We can live with some, if oproven, but not with the big stuff.
    We need evidence before its a fact.
    I need evidence evolution is a theory. I think its just a hypothesis supported, claimed, by non biological evidences.

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    1. Robert, You say "I need evidence evolution is a theory. I think its just a hypothesis supported, claimed, by non biological evidences."

      This is not the place for you to be, we can't teach understanding science here. To point out the obvious: We have been doing archaeology for a very long time. A lot of evidence of human activity has been found. Now tell me, are stone or flint tools, arrowheads or axes evidence of past humans existence and activity? If you want evidence, look for and study the evidence!

      Do you claim that fossilized bones are not evidence of past life? Are not insects captured in several million years old amber biological evidence?

      Please don't come back before you have learned anything.

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  5. I wonder how useful it is to try to have an exact definition of evolution. It is the same with definitions of "life". Frequently in discussions online, someone comes along and says that "there is no point in having this discussion unless we define Life first." At that point I disappear from the discussion. I've been able to do work, perhaps even useful work, for 50+ years in life sciences, without ever having my own precise definition of Life. The same is true for many other people in many other fields. What is the definition of "human society"? What is the definition of "engineering"? For that matter what is the precise definition of "biochemistry"?

    The online discussion that intended to come up with a Definition Of Life gets mired in details and exceptions, disputes about the essentialness of this and that, and attempts to build into the definition the answers to controversies in biology. It never comes to a consensus and discussion of it finally dies out. I glance at it once and awhile and am glad I did not participate. This has happened repeatably in different forums.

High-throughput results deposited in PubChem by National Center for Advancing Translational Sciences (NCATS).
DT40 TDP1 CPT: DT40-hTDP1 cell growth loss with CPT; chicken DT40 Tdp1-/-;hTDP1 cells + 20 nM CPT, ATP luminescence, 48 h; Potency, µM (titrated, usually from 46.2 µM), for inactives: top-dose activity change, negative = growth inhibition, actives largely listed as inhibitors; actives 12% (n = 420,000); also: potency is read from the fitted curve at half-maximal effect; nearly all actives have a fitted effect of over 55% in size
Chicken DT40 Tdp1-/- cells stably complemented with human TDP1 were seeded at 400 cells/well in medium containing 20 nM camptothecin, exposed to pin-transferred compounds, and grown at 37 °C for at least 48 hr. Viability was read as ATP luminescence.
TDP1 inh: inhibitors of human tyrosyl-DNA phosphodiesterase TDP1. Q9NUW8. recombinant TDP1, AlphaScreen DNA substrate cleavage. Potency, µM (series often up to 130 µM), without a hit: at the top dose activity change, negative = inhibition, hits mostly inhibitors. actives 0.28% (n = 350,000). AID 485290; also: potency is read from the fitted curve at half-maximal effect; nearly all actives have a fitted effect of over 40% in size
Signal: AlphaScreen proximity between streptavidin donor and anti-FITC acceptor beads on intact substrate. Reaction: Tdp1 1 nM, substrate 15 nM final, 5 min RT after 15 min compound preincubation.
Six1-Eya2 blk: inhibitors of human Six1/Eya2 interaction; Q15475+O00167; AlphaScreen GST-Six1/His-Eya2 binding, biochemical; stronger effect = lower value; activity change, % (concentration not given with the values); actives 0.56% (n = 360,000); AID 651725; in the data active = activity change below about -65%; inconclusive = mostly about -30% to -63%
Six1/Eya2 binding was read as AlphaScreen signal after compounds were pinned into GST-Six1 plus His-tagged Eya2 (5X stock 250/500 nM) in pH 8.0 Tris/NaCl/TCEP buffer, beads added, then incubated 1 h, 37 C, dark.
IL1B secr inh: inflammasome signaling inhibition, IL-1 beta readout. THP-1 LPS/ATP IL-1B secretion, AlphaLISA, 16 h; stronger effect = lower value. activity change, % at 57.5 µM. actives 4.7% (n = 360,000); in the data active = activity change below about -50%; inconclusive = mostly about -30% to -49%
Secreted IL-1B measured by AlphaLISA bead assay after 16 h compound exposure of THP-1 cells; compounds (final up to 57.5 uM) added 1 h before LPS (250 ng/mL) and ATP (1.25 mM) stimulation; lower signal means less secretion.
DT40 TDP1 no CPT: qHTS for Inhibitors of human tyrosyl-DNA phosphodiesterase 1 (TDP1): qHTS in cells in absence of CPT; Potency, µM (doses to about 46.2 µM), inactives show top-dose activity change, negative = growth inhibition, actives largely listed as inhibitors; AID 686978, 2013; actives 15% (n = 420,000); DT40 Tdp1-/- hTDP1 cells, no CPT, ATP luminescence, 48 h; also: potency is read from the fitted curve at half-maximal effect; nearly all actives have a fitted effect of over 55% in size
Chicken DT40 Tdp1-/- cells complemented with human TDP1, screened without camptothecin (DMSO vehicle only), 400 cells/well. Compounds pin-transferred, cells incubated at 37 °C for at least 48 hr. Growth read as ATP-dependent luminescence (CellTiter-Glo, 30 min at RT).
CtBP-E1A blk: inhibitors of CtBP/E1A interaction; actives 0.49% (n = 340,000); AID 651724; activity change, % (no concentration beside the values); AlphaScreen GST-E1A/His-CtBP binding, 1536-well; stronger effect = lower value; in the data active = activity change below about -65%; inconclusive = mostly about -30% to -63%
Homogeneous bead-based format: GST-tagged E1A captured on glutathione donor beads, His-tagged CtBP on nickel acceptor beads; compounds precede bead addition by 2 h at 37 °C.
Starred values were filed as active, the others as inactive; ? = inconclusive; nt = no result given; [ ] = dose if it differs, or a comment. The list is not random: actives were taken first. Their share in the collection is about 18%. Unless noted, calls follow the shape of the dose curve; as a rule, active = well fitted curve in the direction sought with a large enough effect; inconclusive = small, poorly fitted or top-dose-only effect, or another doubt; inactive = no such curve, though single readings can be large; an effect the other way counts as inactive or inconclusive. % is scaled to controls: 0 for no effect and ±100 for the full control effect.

Good luck with this discussion, folks.

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    1. I understand what you're saying about the definition of "life" but the definition of evolution is another matter altogether. We may not be able to agree on a definition of evolution but we should at least, declare our definition before entering into a debate or discussion about evolution.

      If you want to define evolution as "descent with modification," for example, then the fact that Europeans have grown taller in the past five hundred years counts as evolution. I think it's important to know that this is what people have in mind when they use certain definitions because that doesn't count as evolution in my book.

      Similarly, when I say that the fixation of O type blood alleles in native American populations is an example of evolution, it's important that strict adaptationists realize that this could be purely by accident according to my definition of evolution.

      It's important that I understand YOUR definition of evolution of we ever have a serious disagreement about some issue in evolutionary biology. Don't you agree?

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    2. If you want to define evolution as "descent with modification," for example, then the fact that Europeans have grown taller in the past five hundred years counts as evolution.